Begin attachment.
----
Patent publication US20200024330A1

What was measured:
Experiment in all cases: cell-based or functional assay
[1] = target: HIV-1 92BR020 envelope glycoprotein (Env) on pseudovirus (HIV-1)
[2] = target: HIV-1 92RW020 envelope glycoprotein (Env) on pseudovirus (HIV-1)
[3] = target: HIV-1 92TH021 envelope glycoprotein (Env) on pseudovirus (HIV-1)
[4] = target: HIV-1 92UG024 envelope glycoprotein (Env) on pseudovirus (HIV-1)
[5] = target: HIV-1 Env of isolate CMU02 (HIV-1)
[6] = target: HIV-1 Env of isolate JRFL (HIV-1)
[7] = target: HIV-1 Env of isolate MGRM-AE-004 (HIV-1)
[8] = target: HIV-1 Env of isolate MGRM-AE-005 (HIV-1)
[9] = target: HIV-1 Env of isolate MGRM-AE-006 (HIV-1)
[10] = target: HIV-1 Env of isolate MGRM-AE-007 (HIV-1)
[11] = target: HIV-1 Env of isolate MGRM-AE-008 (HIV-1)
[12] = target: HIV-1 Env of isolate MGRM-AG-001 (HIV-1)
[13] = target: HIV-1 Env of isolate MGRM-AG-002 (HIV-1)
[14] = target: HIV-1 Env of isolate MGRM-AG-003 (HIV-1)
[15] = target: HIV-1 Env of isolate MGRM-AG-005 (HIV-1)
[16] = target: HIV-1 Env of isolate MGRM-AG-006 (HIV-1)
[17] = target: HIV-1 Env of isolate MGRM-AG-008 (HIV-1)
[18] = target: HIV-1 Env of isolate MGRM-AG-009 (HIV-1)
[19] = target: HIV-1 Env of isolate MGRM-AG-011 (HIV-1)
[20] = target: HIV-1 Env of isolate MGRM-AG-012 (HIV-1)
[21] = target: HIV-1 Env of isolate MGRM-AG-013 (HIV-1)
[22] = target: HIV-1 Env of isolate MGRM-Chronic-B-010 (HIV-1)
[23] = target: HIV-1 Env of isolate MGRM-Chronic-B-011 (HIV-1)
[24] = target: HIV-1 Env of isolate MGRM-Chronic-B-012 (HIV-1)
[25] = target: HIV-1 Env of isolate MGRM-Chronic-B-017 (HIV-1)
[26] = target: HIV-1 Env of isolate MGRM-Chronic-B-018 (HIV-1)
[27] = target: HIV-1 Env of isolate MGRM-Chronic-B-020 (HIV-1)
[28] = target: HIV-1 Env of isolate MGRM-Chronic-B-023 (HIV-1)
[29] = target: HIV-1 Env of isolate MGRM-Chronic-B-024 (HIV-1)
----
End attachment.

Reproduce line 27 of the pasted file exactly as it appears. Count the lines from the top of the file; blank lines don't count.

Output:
[24] = target: HIV-1 Env of isolate MGRM-Chronic-B-012 (HIV-1)